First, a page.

Beyond The Hills

Like his riveting abortion drama 4 Months, 3 Weeks, and 2 Days, Romanian Cristian Mungiu's latest is another merciless dissection of his home country's social malaise and economic privation. Using the real-life incident of the Tanacu exorcism as its starting point, in which a young member of a Moldavian monastery died during an exorcism ritual, Hills depicts the tragic fallout from the arrival of a headstrong, worldly woman, Voichita, into an isolated religious order. Having come to be reconciled with her childhood girlfriend, with whom it seems that she could be in love, Voichita finds herself at loggerheads with the fiercely conservative and quietly controlling male head of the community.

Mungiu keeps the camera distant at all times, letting the scenes play out in long takes, and refusing to pass judgment on the worldview of this very alien, antiquated order. Slowly, engrossingly, the story reveals Mungiu's preoccupation with his country's subjugation of women's freedom and bodies; a power that - as we learn here - is often bought at a terrible price. (NP)


Blancanieves

Does the world really need another retelling of the Snow White story? Yes, it seems. At least, it needed one as deliriously inventive, endlessly fun, and sensuously shot as this Spanish silent film. If there was any justice in the world, the far more deserving Blancanieves would've captured audiences' imaginations in the same way that The Artist managed two years ago. Unlike that Oscar-winner, which effectively treated the grammar of silent cinema as little more than a novelty for winning press attention, this update of the Brothers Grimm narrative hearkens back to the expressive, visually dynamic heyday of the form in the 1910s and 20s. References abound, to the frenetic crosscutting of Eisenstein, and the creepy surrealism of early Bunuel, but they never distract from the drama.

The revisions to the plot are inspired: setting the fairy tale in and around the world of bullfighting, and having Snow White herself become a celebrated matador, allows for several action scenes that border on the poetic. And the script restores some of the darkness of the original folklore, recasting the evil stepmother as a sadism-fuelled dominatrix, and totally disposing of the Disney version's insipid romance and reassuring ending. (NP)


Blue is the Warmest Colour

The hoohah surrounding the lesbian relationship at the centre of Abdellatif Kechiche's three-hour romantic tour-de-force, and the accusations that the film is a male, heterosexual view of female, 'transgressive' sexuality, are a bit of a red herring: Blue is the Warmest Colour is just as much if not more of a drama about social class, and the way it shapes our conception of and expectations from life.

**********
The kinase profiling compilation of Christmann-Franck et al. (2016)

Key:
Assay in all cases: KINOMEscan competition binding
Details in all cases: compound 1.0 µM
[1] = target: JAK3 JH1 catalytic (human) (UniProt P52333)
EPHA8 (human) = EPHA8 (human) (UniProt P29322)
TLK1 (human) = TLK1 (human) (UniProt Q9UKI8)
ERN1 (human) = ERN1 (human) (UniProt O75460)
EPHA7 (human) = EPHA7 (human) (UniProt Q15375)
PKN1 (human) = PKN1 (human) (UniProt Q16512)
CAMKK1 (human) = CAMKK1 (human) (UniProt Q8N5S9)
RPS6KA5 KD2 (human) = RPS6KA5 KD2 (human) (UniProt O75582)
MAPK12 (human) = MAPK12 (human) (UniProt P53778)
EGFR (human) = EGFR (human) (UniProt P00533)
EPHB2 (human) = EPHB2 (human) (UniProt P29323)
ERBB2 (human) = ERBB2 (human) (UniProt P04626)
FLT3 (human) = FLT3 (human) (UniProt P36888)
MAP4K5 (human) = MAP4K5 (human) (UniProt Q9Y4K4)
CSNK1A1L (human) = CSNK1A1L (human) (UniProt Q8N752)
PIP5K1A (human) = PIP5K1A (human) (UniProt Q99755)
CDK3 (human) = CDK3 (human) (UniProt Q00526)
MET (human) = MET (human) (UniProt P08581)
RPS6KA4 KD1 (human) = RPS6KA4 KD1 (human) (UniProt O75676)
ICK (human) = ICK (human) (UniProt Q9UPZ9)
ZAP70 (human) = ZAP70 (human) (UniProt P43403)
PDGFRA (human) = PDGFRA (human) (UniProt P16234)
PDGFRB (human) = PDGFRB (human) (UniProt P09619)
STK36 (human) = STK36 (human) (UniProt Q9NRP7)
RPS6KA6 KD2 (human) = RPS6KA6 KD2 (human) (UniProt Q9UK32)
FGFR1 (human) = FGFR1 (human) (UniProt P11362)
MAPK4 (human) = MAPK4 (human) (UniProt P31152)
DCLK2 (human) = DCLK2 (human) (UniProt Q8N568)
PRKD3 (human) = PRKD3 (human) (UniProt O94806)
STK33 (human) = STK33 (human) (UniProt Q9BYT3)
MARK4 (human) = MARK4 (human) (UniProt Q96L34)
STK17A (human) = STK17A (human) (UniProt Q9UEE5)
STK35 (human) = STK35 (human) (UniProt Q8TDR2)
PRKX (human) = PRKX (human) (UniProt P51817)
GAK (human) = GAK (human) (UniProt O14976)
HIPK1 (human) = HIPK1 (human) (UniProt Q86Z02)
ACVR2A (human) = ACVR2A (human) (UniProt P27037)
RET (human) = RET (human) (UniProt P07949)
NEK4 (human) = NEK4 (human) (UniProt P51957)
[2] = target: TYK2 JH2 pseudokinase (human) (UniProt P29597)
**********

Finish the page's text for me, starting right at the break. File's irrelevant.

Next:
Called The Life of Adèle - Chapters 1 & 2 in France (a third chapter is reportedly potentially on its way), it follows the eponymous heroine, a working-class teenager enrolled at her local college and studying to be a primary school teacher. Hard-headed, pragmatic, and schooled in the value of money by her frugal background, when she meets blue-haired middle-class artist Emma and embarks on a passionate love affair, she is introduced to a whole new world of intellectual and sexual liberation facilitated by affluence. Although Adèle is the younger of the two, and not as 'worldly' as her lover in some respects at first, it becomes clear over the course of the movie that she has an emotional maturity fostered by her upbringing alien to the flightiness and arguable shallowness of Emma. But aside from its digs at middle-class solipsism, Blue is also, despite its slightly self-indulgent length, just a very involving and visceral love story, brilliantly acted by its two leads. It would be a tremendous shame if the mudslinging it has generated in the press, much of which has nothing to do with the movie itself, was allowed to overshadow its obvious quality. (NP)


Computer Chess

Following its quiet release a decade ago, the DNA of Andrew Bujalski’s funny ha ha still lingers on in today’s current trend for depicting Generation Y as hopelessly adrift. Computer Chess sees the low-fi aesthetic of the Mumblecore movement Bujalski helped create reinterpreted as the visual language for the birth of the Information Age, Bujalski’s hand held cam perfectly complementing the film’s initial presentation of its cast as eccentrics and losers operating on the fringes of society though. What follows, however, soon shifts from a caricature of the 80s’ DIY ‘punk’ programming culture into a bizarre and unsettling debate on life versus automation, with a barely-together tournament ultimately becoming the unwitting background to a clandestine battle for the future. It’s easy to dismiss Computer Chess as a wry, nostalgic look at a time so close yet so far removed from our post-Internet world, but it has a hell of a lot to say about just where it is we’re all blindly heading towards. (Tom Dunn)


Django Unchained

Neither as blisteringly innovative as Pulp Fiction nor as deliriously unhinged as Inglourious Basterds, Django is perhaps primarily notable for being Tarantino's most heartfelt and soulful movie since 1997's Jackie Brown.

Racism has always been a thematic pressure-point in his pictures, but never so boldly and unflinchingly addressed as it is in this spaghetti Western set amongst the cotton fields and colonial mansions of 19th-century Mississippi, a Southern empire built on the bodies of African slaves. Tarantino has fashioned something akin to a photo-negative of Birth of a Nation or Gone with the Wind, those epic apologias for institutionalised white supremacy: here we have a portrait of America whose Caucasian citizens are uniformly despicable and ridiculous, tainted one and all by their tacit complicity in, if not outright support of, this so-called 'flesh for cash' business.